Wlliam Gilmore Simms
South-Carolina in the Revolutionary War >> South-Carolina in the Revolution >> Page 48

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Page 48

Reviews/Essays | Walker & James, Publishers | 1853
l y, repulsive temper which prevailed between the southern
and eastern troops, and the selfish, clannish spirit, testified on
all occasions by the latter, there would be nothing very revolt-
ing in the imputation of such motives ; in which, also, the
historian in the Annual Register might find a clue to the so-
lution of the enigma, why an operation on so large a scale,
should be committed to a colonel." Colonel Magaw was in-
trusted with the defence of Fort Washington, having under
him a force of 2500 men. "It was, at any rate, a current
opinion among us who were taken, that we had been sacrificed
to selfish feeling ; nor, upon a cool consideration of all the cir-
cumstances, after a lapse of four and thirty years, can I see
full cause to renounce that opinion. I do not believe—at
least if we had been New England men—that we should have
been left there. If Greene really knew no better at this era,
he was deeply instructed by his error, since whatever was the
character of his subsequent generalship, it never disclosed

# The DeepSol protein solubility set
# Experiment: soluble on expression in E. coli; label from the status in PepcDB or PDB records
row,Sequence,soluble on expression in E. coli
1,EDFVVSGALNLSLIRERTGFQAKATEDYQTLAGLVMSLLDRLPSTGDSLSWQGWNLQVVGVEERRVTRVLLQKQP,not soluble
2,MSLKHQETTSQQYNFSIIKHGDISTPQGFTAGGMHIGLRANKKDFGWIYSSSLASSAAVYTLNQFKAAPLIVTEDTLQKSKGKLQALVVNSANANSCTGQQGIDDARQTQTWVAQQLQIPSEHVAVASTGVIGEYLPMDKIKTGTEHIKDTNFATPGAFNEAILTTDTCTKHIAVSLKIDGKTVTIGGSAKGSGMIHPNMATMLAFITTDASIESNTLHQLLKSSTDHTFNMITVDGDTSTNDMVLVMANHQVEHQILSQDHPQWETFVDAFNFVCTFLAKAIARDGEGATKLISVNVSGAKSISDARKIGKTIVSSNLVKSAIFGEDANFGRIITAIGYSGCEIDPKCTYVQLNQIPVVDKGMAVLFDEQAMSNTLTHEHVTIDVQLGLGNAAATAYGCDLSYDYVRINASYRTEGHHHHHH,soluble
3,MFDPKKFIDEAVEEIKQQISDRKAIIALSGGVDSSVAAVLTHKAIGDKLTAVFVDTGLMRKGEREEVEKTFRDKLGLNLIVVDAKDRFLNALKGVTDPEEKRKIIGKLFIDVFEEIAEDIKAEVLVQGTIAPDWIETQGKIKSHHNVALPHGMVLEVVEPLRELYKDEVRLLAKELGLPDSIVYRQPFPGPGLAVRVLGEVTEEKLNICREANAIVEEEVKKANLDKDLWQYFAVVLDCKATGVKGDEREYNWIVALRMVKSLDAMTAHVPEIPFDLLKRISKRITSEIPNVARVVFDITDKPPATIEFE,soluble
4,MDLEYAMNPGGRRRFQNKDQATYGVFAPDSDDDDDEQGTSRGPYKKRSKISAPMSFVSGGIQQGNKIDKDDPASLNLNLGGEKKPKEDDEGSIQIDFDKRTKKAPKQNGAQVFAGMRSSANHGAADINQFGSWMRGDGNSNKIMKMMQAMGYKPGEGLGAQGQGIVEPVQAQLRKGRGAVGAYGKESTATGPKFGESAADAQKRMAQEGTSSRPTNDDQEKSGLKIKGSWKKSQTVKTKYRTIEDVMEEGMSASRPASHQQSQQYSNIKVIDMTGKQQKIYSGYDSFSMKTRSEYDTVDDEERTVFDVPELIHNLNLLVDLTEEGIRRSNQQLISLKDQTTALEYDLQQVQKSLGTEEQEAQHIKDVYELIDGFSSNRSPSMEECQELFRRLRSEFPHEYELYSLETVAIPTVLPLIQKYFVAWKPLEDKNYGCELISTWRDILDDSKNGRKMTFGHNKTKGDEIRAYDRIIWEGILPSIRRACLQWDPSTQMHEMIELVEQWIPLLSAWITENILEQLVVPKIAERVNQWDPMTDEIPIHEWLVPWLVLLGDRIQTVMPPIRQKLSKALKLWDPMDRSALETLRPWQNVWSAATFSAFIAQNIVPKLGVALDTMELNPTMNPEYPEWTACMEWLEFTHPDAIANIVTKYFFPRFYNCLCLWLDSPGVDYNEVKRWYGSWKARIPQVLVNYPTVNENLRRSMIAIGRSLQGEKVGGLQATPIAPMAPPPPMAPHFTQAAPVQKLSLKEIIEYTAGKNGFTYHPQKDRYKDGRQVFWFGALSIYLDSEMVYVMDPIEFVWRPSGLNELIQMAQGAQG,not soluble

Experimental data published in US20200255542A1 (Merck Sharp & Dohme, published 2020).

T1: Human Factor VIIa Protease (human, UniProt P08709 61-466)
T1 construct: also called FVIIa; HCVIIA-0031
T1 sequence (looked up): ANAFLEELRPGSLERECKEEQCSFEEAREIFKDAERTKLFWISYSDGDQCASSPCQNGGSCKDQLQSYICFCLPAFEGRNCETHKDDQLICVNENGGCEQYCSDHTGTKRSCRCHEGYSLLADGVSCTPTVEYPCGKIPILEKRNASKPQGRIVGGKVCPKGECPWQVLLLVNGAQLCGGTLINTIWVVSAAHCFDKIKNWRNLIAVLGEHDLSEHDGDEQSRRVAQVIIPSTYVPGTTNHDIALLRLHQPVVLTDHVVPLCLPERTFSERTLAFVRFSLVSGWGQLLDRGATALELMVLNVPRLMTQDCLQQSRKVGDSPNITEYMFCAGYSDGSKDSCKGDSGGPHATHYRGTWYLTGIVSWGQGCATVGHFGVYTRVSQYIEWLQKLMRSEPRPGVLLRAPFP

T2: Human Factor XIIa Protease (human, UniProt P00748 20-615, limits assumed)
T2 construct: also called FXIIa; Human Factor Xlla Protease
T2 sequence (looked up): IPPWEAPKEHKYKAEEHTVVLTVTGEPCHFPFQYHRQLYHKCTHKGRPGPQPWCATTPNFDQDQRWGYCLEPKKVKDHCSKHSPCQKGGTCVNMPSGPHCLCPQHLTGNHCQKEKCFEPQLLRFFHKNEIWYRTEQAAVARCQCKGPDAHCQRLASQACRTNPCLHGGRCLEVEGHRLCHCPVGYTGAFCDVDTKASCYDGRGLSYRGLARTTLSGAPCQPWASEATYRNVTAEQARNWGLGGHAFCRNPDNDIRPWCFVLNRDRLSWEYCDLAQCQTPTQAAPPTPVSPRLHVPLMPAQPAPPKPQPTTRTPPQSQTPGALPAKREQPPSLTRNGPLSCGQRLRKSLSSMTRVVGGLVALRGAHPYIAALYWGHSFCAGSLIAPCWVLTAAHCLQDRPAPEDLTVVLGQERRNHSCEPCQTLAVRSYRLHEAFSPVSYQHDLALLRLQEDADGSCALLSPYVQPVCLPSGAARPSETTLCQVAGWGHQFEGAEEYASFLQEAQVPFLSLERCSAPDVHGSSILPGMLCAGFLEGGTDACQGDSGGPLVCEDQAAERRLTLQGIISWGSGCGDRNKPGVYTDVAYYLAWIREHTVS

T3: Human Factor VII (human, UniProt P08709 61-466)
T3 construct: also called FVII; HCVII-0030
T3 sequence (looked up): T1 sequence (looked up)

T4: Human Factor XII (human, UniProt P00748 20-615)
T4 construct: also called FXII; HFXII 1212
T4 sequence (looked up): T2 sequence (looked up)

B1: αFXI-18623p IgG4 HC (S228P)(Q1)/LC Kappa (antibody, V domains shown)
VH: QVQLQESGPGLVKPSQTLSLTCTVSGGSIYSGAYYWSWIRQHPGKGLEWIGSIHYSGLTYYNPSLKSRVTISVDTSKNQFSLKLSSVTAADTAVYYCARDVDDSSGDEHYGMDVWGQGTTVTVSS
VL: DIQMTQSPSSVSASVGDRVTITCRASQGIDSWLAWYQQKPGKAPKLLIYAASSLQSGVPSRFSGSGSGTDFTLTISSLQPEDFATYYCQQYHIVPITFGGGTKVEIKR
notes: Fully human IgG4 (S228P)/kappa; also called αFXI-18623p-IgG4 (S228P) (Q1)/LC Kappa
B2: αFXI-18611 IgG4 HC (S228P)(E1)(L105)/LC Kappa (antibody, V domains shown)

symptoms of a rash audacity." To Greene's discretion it had
been left to determine whether Fort Washington should be
kept or abandoned. IIe decided on the former fatal course,
which resulted in the defeat and capture of the garrison, in a
position which was neither well chosen nor properly manned.
Further, to illustrate the ungenerous and selfish character of
the New England influence, the author remarks that it was
never more strikingly shown than in " the partial exchange of
prisoners, continually carried on in favour of the eastern offi-
cers, to the cruel discouragement of the southern."
In the desire to help Mr. Sabine in the laudable contrast
which he gives us between the alacrity of the New England
troops, and the reluctance of the southern to seek the enemy,
we have somewhat wandered from our subject. To this sub-
ject we now return, calling Mr. Sabine to the stand again, as a
willing witness.